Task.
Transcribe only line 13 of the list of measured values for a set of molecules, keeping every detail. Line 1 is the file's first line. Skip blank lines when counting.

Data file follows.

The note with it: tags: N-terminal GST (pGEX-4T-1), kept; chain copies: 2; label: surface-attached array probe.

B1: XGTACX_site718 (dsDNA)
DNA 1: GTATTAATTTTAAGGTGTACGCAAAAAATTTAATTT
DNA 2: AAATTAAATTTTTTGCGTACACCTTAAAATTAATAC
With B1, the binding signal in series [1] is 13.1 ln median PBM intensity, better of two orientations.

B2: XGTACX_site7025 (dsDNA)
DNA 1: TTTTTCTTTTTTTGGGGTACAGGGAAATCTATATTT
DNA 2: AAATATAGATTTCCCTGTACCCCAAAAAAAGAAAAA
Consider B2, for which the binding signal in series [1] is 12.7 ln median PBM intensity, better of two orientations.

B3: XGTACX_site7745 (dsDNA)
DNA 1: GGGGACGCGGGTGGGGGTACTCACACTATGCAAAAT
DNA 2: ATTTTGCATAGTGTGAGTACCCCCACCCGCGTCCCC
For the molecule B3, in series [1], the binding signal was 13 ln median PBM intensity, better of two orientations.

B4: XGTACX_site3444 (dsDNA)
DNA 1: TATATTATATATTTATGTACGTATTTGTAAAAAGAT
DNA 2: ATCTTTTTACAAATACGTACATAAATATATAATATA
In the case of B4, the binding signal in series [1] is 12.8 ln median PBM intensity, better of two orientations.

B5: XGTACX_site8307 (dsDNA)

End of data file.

For the molecule B3, in series [1], the binding signal was 13 ln median PBM intensity, better of two orientations.